“In carrying out this operation, the Colombian National Army and the ELN did not respect the basic principles of international humanitarian law, threatening the life and security of the U’wa civilian population, including five minors.
“The military operation that resulted in Joel’s murder was carried out in close proximity to the U’wa United Reservation, which is part of the U’wa Nation ancestral territory. This highlights the impacts that the Colombian government’s fight against armed forces still has on the indigenous U’wa population. The U’Wa have been declared an endangered group by the Constitutional Court of Colombia.
“The organizations below stand in solidarity with the U’wa voices who denounced this heinous act and who stated that ‘[they] are not going to allow this unfortunate situation to be considered a false positive for the Colombian State, since the murdered U’wa brother was never linked to the ELN insurgent group (A SOU’WA Communiqué).’
“We are concerned and outraged at the frequency of events such as this one. According to the Catatumbo Peasant Association (Ascamcat), with the death of Joel Aguablanca there have already been three cases of extrajudicial executions in the department of Norte Santander in 2020 (El Tiempo, 2020).
“We demand that authorities investigate and punish those responsible in a timely manner and implement the necessary measures to prevent other senseless murders from occurring in the future. Likewise, we will bring the situation to the awareness of the Inter-American Commission on Human Rights and the United Nations Rapporteurship on the Rights of Indigenous Peoples. EarthRights is currently supporting the U’Wa in a long-standing land rights case at the Interamerican Commission on Human Rights”
Alma y Corazon (USA)
Amazon Watch (USA)
Asociación Interamericana para la Defensa del Ambiente (AIDA) (Regional-Americas)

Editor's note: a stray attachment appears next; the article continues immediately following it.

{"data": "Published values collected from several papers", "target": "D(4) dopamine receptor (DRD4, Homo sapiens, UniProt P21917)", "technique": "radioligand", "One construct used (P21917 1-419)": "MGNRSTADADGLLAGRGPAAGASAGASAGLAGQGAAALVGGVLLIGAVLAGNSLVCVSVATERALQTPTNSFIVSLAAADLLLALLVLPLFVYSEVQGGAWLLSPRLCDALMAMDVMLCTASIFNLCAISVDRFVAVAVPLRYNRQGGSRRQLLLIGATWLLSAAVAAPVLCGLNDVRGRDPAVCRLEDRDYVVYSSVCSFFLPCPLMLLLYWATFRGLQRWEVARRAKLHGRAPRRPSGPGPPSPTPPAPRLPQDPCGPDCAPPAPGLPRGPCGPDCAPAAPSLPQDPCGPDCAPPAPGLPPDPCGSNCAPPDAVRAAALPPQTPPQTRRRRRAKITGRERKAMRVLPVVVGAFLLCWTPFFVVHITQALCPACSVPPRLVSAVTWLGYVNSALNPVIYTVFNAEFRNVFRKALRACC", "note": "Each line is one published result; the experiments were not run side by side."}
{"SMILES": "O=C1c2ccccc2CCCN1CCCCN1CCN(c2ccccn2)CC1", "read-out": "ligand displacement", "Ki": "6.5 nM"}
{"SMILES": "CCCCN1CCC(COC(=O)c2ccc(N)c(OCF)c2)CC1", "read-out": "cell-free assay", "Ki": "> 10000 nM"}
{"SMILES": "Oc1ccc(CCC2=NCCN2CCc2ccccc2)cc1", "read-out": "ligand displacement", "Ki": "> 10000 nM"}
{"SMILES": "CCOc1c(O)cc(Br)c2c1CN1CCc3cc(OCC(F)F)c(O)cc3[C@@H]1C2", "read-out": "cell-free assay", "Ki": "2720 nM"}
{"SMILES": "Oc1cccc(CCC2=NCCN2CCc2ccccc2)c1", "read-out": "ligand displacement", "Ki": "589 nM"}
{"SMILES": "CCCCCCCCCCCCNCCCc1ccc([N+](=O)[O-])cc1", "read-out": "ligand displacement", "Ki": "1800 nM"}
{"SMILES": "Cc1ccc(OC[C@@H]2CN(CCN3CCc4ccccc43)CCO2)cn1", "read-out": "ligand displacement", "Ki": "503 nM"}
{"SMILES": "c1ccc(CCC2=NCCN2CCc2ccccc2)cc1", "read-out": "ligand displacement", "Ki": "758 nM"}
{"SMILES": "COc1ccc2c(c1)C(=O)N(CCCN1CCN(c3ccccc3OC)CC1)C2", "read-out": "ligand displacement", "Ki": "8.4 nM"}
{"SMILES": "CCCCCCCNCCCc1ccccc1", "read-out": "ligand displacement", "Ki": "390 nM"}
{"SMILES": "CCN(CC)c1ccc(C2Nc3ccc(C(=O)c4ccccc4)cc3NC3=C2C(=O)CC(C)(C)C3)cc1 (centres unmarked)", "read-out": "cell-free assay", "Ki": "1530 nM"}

Colombia Human Rights Committee (USA)
Corporación Colectivo de Abogados José Alvear Restrepo (Colombia)
EarthRights International (Amazon)
Indigenous Environmental Network (USA)
Mujer U’wa (USA)
Perifèries del món (Spanish State)
Rainforest Action Network (USA)
Rete Numeri Pari (Italy)
University of California Irvine Community Resilience Projects (USA)
As of early April 2020, Colombia has documented a relatively low number of coronavirus cases, and in cities at least, the country has taken on strict social distancing measures.
This has not meant that Colombia’s embattled social leaders and human rights defenders are any safer. WOLA’s latest urgent action memo, released on April 10, finds that “killings and attacks on social leaders and armed confrontations continue and have become more targeted. We are particularly concerned about how the pandemic will affect already marginalized Afro-Colombian and indigenous minorities in rural and urban settings.”
In this edition of the WOLA Podcast, that memo’s author, Director for the Andes Gimena Sánchez-Garzoli, explains the danger to social leaders, the shifting security situation, the ceasefire declared by the ELN guerrillas, the persistence of U.S.-backed coca eradication operations, and how communities are organizing to respond to all of this.
Colombia, along with the rest of the world, is dealing with the pandemic caused by the COVID-19 virus. Similar to governments across the globe, it is adapting the best it can to this unprecedented public health threat. As of April 9, 69 Colombians have died, and another 2,223 are infected with the virus that has spread across 23 departments. In this update, we include information received from our partners with their view on how the pandemic is affecting their communities, along with concerning reports of on-going killings, attacks, and threats against social leaders; armed conflict; insecurity; and other abuses. Sadly, despite the national quarantine in Colombia, killings and attacks on social leaders and armed confrontations continue and have become more targeted.